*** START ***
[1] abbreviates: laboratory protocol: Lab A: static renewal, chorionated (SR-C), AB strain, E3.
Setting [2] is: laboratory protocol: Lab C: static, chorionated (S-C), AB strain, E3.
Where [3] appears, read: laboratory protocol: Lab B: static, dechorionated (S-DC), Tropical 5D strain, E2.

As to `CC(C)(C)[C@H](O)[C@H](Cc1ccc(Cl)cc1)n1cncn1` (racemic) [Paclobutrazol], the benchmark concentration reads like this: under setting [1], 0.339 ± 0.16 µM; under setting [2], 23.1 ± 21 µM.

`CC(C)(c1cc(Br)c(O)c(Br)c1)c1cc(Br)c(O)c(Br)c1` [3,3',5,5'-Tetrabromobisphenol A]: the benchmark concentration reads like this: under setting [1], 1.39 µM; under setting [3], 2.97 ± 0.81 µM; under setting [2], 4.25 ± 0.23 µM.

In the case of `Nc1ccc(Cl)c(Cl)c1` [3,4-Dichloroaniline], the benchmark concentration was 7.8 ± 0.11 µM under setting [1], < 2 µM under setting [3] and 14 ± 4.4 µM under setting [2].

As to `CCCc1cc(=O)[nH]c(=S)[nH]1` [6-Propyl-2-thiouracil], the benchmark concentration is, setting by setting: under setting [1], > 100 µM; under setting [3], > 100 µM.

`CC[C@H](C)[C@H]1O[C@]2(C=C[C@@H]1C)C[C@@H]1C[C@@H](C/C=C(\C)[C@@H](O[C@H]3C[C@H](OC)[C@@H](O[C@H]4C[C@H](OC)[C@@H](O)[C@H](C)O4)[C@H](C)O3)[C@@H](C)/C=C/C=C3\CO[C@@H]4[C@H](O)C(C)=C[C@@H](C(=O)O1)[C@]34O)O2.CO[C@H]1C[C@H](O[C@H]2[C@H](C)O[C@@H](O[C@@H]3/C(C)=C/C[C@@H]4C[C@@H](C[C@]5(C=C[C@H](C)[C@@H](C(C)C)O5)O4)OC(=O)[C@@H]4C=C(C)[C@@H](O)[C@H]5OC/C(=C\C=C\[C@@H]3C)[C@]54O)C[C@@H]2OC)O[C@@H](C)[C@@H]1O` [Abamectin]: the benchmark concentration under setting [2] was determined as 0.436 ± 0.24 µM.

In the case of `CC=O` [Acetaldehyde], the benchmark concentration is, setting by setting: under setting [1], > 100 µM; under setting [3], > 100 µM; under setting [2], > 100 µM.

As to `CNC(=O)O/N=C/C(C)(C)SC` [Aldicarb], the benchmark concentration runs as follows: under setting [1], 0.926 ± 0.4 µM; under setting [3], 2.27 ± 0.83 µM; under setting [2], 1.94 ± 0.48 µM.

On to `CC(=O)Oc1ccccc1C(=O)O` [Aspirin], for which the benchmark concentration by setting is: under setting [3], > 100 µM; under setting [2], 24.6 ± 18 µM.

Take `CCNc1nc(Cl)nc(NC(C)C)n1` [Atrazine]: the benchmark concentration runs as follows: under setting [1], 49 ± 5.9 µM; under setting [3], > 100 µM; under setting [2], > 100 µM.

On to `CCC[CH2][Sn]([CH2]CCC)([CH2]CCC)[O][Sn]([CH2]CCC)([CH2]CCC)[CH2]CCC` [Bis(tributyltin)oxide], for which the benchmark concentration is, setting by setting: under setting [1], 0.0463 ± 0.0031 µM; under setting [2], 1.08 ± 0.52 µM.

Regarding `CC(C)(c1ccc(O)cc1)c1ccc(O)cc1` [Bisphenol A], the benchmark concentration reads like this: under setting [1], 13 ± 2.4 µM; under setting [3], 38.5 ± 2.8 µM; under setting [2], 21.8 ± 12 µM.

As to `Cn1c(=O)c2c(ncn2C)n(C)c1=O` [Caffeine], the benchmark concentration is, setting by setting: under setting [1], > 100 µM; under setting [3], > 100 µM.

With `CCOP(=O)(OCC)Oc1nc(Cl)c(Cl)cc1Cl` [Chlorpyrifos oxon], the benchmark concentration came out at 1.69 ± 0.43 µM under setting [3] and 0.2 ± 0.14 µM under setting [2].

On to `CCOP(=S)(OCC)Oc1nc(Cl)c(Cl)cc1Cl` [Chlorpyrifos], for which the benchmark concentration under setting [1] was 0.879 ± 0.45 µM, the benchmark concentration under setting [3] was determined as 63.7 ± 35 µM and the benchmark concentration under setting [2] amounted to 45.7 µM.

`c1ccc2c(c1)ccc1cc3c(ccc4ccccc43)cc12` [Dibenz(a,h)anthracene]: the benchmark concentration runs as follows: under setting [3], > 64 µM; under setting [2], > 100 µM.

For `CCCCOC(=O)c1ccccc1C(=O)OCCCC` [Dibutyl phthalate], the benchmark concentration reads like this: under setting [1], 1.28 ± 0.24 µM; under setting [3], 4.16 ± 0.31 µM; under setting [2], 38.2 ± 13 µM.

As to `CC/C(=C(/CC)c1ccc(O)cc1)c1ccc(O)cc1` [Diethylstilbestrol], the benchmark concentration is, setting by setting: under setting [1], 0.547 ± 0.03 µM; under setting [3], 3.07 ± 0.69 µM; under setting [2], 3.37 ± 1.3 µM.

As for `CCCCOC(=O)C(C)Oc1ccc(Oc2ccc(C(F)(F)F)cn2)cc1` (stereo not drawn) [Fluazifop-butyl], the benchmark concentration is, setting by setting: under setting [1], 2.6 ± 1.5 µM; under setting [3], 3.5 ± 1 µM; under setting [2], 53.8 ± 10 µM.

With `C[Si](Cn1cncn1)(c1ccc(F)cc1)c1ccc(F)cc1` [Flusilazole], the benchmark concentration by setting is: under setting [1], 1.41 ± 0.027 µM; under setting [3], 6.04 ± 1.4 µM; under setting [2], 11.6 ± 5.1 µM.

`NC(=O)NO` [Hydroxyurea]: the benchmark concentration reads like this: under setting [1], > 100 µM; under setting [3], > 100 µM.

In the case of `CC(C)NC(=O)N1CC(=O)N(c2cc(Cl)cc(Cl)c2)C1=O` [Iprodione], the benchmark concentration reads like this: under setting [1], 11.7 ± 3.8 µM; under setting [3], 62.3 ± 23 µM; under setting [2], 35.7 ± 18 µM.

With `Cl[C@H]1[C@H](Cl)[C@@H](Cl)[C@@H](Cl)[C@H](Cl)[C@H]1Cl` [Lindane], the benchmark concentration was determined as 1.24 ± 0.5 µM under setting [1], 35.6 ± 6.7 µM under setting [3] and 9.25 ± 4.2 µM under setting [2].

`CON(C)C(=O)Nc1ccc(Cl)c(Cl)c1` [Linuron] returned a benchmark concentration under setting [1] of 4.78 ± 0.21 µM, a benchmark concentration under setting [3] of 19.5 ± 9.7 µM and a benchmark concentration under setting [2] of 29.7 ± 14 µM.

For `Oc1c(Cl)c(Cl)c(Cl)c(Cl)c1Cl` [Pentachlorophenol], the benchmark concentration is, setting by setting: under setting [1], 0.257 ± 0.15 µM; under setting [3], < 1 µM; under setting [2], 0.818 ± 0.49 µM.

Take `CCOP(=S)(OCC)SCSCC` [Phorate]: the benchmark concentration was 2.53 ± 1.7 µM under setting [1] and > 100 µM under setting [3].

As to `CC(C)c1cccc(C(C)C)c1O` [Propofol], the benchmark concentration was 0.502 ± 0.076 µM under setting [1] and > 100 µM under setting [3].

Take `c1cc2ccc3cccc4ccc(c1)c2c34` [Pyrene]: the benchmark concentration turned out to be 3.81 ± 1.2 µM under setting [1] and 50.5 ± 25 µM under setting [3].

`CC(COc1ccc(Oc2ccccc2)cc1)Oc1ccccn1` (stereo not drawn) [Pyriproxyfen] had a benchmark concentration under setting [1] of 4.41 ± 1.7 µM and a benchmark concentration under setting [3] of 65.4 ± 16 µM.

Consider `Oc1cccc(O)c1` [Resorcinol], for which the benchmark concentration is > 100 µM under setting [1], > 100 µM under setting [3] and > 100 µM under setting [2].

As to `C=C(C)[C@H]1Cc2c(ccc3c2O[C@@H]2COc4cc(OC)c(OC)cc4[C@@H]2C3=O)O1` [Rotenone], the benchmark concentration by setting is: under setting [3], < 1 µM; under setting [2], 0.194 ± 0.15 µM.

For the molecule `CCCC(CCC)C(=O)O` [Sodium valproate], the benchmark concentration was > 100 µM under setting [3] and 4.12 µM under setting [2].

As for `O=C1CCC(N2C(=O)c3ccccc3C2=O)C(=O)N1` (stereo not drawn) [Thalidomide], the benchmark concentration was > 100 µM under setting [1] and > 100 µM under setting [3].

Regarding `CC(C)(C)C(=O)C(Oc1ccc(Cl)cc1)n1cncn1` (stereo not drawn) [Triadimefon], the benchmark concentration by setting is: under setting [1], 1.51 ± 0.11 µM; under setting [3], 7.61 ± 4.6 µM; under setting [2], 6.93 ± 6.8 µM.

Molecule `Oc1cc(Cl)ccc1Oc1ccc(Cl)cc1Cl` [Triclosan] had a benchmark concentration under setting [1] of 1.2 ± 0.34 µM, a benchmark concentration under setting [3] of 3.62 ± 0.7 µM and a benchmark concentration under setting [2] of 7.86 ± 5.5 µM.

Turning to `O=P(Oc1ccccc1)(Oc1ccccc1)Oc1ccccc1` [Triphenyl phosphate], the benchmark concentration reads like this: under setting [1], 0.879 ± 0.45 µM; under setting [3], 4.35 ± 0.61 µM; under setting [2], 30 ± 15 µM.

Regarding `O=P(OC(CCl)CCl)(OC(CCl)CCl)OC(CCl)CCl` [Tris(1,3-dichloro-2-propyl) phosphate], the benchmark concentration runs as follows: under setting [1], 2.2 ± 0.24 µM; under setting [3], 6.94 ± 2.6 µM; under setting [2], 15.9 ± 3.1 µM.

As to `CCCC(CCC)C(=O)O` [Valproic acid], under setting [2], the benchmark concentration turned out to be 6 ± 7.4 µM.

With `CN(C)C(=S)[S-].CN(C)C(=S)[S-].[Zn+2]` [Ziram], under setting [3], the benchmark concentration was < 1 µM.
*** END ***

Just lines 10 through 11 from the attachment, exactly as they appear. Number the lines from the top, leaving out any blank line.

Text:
As to `CNC(=O)O/N=C/C(C)(C)SC` [Aldicarb], the benchmark concentration runs as follows: under setting [1], 0.926 ± 0.4 µM; under setting [3], 2.27 ± 0.83 µM; under setting [2], 1.94 ± 0.48 µM.

On to `CC(=O)Oc1ccccc1C(=O)O` [Aspirin], for which the benchmark concentration by setting is: under setting [3], > 100 µM; under setting [2], 24.6 ± 18 µM.